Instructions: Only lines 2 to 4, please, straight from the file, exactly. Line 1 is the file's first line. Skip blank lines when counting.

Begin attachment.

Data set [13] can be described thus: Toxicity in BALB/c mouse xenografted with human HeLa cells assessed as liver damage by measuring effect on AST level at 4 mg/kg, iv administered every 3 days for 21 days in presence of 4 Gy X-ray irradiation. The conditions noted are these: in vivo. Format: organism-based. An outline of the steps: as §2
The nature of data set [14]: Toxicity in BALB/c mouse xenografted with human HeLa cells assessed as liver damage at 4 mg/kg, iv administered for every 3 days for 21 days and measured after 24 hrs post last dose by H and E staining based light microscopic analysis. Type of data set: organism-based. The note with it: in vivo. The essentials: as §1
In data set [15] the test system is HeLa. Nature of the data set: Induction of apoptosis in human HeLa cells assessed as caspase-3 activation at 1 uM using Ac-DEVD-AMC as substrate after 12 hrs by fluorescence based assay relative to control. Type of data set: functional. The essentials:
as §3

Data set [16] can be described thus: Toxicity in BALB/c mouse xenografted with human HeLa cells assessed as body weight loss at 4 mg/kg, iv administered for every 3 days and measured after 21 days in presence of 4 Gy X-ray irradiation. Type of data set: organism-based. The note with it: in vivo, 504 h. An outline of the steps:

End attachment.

The nature of data set [14]: Toxicity in BALB/c mouse xenografted with human HeLa cells assessed as liver damage at 4 mg/kg, iv administered for every 3 days for 21 days and measured after 24 hrs post last dose by H and E staining based light microscopic analysis. Type of data set: organism-based. The note with it: in vivo. The essentials: as §1
In data set [15] the test system is HeLa. Nature of the data set: Induction of apoptosis in human HeLa cells assessed as caspase-3 activation at 1 uM using Ac-DEVD-AMC as substrate after 12 hrs by fluorescence based assay relative to control. Type of data set: functional. The essentials:
as §3